Now that was a good ghost story. It was refreshing. I loved the humor, but there was also pathos. I kind of liked the old crusty Canterville ghost, ev...moreNow that was a good ghost story. It was refreshing. I loved the humor, but there was also pathos. I kind of liked the old crusty Canterville ghost, even though he was kind of evil. I loved how the Otis children turned the tables on him. And how Virginia felt sad for Sir Simon, and helped him to get closure.
This is the second story I've read by Oscar Wilde, and I must say, I am very impressed with his writing. His work has a depth, but an airy lightness to it, and a hard to define beauty to it. Honestly, I can't find the words to really explain how I feel about it. I think that he managed to put so much into this short story, and I was very pleased with the result. I can't believe I waited so long to read Oscar Wilde. Shame on me.
If you have not read The Canterville Ghost, I highly recommend doing so. It is free online through various sources.(less)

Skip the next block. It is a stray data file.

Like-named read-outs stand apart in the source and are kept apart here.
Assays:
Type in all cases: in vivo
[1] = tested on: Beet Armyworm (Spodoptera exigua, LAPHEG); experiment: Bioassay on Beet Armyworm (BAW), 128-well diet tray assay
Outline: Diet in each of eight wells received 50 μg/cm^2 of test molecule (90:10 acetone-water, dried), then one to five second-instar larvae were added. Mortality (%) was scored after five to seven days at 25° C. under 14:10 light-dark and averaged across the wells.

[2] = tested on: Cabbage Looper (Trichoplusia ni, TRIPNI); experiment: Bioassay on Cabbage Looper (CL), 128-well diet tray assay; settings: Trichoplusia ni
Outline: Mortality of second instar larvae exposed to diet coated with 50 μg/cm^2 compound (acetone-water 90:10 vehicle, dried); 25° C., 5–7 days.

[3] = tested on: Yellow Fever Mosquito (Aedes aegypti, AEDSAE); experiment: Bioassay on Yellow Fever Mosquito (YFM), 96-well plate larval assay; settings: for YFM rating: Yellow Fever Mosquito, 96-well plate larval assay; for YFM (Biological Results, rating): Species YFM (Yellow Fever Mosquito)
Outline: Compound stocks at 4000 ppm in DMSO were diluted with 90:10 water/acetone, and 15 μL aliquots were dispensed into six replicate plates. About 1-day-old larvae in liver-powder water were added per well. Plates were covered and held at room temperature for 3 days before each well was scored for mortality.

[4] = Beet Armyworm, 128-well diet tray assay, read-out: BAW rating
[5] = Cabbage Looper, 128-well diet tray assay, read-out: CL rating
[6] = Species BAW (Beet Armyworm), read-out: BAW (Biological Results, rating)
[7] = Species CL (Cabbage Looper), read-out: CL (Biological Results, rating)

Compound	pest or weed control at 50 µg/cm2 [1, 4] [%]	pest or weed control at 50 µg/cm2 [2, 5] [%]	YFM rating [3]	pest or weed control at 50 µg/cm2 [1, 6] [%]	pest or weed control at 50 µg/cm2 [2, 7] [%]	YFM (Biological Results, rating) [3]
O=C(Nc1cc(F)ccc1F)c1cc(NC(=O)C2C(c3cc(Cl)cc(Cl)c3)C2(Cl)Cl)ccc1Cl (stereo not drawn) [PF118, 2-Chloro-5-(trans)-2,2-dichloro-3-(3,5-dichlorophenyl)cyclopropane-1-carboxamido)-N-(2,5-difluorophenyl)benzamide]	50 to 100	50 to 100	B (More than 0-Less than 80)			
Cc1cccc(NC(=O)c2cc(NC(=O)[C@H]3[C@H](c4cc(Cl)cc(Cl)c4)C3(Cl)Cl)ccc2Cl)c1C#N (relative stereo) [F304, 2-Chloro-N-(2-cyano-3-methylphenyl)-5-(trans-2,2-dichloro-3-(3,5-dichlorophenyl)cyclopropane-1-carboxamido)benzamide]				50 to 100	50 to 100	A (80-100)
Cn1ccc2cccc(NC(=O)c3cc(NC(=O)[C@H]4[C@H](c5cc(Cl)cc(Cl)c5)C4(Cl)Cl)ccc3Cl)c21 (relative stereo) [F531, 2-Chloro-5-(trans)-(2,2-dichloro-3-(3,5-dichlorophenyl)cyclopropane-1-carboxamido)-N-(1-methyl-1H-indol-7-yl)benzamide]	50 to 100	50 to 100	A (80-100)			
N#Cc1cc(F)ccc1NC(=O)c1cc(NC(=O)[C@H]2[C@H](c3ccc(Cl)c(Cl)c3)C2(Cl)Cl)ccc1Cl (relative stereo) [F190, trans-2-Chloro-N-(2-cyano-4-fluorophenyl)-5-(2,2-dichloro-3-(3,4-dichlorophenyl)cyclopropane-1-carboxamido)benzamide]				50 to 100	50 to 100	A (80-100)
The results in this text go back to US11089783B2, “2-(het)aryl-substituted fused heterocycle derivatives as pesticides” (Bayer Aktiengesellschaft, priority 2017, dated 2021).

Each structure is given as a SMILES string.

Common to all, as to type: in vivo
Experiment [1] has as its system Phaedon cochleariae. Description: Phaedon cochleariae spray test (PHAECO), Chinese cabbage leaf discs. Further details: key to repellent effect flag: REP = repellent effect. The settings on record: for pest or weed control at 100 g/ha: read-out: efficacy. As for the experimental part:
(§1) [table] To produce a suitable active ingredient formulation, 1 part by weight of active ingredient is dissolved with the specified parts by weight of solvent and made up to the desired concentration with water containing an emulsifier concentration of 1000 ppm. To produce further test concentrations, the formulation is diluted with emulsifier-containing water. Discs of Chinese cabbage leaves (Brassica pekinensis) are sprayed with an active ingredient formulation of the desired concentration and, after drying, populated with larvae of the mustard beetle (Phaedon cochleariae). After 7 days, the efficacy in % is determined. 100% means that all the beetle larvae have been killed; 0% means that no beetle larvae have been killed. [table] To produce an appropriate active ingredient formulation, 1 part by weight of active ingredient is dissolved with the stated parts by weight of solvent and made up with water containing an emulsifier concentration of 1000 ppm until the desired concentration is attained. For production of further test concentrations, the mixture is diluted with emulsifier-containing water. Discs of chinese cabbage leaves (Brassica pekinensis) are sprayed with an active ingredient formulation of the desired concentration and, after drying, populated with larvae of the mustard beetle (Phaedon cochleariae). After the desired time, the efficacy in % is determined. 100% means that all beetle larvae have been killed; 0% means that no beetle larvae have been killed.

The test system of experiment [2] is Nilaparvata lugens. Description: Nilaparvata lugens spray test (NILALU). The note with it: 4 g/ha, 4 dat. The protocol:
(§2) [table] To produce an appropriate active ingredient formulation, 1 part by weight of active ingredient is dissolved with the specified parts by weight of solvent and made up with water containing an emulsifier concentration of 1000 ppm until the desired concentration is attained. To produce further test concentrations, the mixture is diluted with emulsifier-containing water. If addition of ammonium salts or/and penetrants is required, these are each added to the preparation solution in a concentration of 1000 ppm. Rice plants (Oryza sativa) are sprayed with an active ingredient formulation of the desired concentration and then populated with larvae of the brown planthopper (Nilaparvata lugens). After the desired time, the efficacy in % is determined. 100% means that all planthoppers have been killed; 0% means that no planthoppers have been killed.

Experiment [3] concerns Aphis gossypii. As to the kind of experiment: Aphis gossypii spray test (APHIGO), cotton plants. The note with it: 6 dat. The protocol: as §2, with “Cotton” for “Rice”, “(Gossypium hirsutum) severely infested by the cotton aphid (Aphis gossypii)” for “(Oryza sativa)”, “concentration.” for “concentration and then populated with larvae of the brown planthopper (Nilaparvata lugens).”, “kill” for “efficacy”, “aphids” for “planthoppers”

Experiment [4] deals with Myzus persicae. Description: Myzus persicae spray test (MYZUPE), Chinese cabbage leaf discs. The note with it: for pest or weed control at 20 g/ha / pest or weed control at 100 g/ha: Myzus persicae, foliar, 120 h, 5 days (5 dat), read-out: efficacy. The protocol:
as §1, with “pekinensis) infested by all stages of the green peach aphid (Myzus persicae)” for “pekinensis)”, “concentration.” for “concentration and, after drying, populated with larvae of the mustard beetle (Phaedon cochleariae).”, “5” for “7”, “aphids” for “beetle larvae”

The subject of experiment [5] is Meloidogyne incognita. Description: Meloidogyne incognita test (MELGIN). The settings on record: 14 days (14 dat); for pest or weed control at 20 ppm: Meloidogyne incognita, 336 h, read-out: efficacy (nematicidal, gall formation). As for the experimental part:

Mary W. Shelley explored themes that still resonate today in her proto-science fiction work, Frankenstein. Themes of the relentless drive and search f...moreMary W. Shelley explored themes that still resonate today in her proto-science fiction work, Frankenstein. Themes of the relentless drive and search for ultimate (even forbidden) knowledge; intellectual arrogance; the desire to create something enduring; the need for love and recognition; and a study in how bitterness, hatred and rage can destroy a person. What separates men from God? What separates man from monster? Can a so-called monster have the heart (the humanity) and the accompanying needs and desires of a man? Does beauty or ugliness penetrate deeper than the skin? Can one expect good to come from an act of utter selfishness?